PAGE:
And you do start getting -- we're now into the part of the repricing of our book that it just takes longer to do, because now it's part of pay-downs, the refinance activity on the fixed rate side of the house. So we think that, again, near term, we think that there is the ability to -- a good -- kind of good opportunity for us to maintain that NIMs stable to slightly increasing.

The longer-term discussion -- the longer-term NIM discussion that we had before is what -- is where we see -- that's where the challenge is going to be, right. It's -- and that's where it comes back to reallocation of assets, changing the earning asset mix, decreasing securities, moving away from some of the kind of the lower rate, kind of fixed rate type of origination opportunities and other types of asset classes, trying to find new avenues for tax -- kind of tax efficient assets and so forth. So, next year is the tougher dynamic and there is always pressure to the NIM. But we like where that 3.10% to 3.15% range is near term.

Matthew Breese -- Stephens Inc. -- Analyst

Understood. Okay. And then last one from me, Jack, over the years one point you've repeatedly make is that the company is focused on generating operating leverage. And one of the real strengths this quarter was that the top line moved quite a bit higher. How sustainable do you think that is in this interest rate environment? And do you feel like you can create that positive operating leverage in 2021?

Jack L. Kopnisky -- President & Chief Executive Officer

Yeah. So, by far, that's the toughest part of this. It is not easy, but as we said, we've been pretty good over the years about kind of figuring out the mixes and the adjustments along the way, but that's frankly what we're focused on.

We're focused on how can you make sure that you're driving more revenue growth than expenses along the way? And this is -- and we factored in the investments into the technology platform to be able to make the company more and more contemporary. So we are -- that's we're working toward.

So our expectation is that we will be able to create positive operating leverage. We have to get down to the nits and gnats to make sure that happens. And frankly, there's always plenty of opportunity to do that as you proactively manage businesses. So there's always going to be times where you have opportunity to grow revenue like crazy, and you're going to fund that with expense and there is other times where revenue opportunity isn't as great and you're going to have to cut expenses.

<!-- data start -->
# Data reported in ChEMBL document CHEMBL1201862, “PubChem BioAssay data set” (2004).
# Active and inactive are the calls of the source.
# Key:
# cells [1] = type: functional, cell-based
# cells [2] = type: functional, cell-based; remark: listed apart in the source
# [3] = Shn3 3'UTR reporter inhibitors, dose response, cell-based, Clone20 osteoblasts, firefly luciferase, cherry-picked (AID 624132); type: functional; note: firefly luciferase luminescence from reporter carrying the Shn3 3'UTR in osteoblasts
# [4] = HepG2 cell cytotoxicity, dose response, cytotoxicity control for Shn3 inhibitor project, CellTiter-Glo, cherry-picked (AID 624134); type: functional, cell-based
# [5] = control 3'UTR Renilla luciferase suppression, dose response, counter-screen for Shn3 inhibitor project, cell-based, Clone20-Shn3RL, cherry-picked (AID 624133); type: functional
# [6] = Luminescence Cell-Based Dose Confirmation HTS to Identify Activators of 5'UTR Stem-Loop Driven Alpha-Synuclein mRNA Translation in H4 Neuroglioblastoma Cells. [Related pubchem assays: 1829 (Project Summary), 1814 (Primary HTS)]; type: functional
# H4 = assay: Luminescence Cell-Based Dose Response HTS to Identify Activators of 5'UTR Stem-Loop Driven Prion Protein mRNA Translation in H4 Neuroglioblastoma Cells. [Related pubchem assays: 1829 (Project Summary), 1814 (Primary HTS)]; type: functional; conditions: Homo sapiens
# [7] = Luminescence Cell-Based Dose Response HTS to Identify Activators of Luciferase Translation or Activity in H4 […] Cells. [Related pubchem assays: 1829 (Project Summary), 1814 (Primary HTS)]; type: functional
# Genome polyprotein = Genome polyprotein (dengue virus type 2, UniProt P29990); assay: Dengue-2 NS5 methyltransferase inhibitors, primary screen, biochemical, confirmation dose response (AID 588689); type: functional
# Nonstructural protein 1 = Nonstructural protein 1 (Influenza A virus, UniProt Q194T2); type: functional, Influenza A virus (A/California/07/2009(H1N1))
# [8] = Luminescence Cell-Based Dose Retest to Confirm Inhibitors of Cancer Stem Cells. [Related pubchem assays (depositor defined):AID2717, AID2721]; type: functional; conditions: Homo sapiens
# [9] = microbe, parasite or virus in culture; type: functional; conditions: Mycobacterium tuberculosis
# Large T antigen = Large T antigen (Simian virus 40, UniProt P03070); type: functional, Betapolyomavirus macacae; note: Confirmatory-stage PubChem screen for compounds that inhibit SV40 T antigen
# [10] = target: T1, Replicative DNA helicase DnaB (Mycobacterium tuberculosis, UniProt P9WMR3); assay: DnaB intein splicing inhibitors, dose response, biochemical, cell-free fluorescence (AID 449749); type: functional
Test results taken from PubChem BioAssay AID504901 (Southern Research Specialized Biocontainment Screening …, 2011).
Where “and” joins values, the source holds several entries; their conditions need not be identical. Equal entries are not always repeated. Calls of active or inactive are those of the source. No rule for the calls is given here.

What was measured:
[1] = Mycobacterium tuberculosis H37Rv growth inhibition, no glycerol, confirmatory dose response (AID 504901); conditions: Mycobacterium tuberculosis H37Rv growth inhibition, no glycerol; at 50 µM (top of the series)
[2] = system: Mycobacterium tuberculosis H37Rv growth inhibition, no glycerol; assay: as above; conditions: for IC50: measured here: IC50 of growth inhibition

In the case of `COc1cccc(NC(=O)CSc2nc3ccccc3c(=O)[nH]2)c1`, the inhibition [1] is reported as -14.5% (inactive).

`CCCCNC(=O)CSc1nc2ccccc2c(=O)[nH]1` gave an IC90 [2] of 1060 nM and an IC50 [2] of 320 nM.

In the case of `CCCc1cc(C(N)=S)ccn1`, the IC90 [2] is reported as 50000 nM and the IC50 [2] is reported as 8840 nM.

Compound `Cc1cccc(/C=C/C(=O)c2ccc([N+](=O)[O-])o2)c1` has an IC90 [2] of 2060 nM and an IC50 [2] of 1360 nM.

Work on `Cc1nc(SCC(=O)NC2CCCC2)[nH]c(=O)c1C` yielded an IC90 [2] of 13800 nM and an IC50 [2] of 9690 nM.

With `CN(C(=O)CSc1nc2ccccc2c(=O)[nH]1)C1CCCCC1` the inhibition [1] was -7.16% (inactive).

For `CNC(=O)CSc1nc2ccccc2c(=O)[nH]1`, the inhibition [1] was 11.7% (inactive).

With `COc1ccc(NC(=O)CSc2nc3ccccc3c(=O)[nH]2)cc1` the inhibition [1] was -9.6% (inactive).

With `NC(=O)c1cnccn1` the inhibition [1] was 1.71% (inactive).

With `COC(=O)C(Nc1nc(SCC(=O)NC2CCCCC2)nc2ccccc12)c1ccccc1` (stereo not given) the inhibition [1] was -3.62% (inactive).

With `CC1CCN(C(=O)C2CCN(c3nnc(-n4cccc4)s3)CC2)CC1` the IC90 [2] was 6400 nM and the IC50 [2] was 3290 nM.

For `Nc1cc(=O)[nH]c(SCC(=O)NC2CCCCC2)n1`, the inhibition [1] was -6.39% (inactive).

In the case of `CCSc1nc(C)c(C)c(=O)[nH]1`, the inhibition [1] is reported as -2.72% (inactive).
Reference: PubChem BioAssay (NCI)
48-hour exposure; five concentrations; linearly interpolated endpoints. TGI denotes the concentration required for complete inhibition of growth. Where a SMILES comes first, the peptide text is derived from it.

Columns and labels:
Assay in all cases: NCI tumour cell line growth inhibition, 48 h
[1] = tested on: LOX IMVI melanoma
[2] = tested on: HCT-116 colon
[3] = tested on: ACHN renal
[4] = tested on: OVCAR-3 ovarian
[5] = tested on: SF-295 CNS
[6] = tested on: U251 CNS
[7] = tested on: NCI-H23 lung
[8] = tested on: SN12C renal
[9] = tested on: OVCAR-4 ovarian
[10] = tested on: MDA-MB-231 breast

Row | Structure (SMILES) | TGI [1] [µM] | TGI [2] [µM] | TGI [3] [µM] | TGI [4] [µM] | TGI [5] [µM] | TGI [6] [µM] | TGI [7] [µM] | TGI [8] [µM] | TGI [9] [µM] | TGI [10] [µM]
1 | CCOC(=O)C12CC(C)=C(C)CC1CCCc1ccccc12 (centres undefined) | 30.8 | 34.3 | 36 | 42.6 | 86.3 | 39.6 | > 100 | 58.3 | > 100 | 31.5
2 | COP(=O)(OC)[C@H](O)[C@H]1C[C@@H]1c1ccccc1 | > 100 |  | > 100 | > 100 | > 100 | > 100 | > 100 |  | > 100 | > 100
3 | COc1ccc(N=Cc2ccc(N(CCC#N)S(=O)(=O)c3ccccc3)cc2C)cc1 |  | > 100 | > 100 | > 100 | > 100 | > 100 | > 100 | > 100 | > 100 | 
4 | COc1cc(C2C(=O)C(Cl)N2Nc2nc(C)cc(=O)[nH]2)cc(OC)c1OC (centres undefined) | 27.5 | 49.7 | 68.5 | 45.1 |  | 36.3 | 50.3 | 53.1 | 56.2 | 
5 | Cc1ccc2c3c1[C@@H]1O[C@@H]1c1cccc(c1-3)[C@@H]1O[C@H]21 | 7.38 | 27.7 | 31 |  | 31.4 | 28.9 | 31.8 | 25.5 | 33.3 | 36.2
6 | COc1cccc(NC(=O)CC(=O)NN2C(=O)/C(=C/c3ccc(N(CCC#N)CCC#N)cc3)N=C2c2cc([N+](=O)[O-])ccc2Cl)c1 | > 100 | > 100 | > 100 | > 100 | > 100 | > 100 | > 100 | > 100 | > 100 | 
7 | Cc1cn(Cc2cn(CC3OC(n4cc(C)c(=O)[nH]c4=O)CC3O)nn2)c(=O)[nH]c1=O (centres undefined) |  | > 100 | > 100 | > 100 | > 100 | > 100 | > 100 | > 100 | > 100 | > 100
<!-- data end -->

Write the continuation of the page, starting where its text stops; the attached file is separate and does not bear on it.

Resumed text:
We've been pretty good in both of those scenarios, taking the action along the way. So we think that there is opportunity to do that into the future.

Matthew Breese -- Stephens Inc. -- Analyst

That's great. That's all I had. Thanks for taking my questions.

Jack L. Kopnisky -- President & Chief Executive Officer

Thank you.

Operator

There appears to be no further questions. At this time, I'd like to turn the conference back to the host for any additional or closing remarks.

Jack L. Kopnisky -- President & Chief Executive Officer

Just to thank everybody, you know it's been tough on all of you too on the phone, during the last six months and we appreciate the communication back and forth. And if you have questions, please feel free to call any of us. We appreciate you following the company and we hope you will consider investing more money in the company. Thanks a lot. Have a great day everybody.

Operator

[Operator Closing Remarks]

Duration: 61 minutes

Call participants:

Jack L. Kopnisky -- President & Chief Executive Officer

Luis Massiani -- Senior Executive Vice President & Chief Financial Officer

Rob Rowe -- Chief Credit Officer

Casey Haire -- Jefferies LLC -- Analyst

Alexander Twerdahl -- Piper Sandler -- Analyst

Christopher Keith -- D.A. Davidson & Co. -- Analyst

Steven Moss -- B. Riley FBR -- Analyst

Collyn Gilbert -- Keefe, Bruyette & Woods, Inc. -- Analyst

Matthew Breese -- Stephens Inc. -- Analyst